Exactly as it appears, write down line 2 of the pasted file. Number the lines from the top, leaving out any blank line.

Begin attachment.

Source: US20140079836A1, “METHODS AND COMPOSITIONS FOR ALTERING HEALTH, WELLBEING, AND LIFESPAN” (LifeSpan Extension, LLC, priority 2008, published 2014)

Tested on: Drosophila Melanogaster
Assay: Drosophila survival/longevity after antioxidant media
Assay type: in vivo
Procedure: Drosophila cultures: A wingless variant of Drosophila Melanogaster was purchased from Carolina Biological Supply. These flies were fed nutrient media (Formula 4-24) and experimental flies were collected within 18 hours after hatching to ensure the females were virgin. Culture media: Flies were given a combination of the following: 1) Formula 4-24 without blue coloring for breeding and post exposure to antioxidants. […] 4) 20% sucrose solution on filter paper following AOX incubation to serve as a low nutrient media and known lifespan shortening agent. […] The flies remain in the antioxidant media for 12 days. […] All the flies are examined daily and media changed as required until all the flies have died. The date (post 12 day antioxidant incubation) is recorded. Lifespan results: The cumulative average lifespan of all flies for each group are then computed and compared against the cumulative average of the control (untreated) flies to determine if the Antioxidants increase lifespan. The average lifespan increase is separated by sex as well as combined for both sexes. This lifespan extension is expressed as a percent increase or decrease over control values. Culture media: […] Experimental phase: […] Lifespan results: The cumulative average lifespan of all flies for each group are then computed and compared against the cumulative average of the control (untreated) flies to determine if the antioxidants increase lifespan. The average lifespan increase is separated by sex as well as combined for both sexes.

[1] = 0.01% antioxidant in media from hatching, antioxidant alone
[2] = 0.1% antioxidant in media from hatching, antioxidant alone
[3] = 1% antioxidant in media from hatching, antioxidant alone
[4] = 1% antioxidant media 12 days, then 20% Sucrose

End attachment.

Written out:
Tested on: Drosophila Melanogaster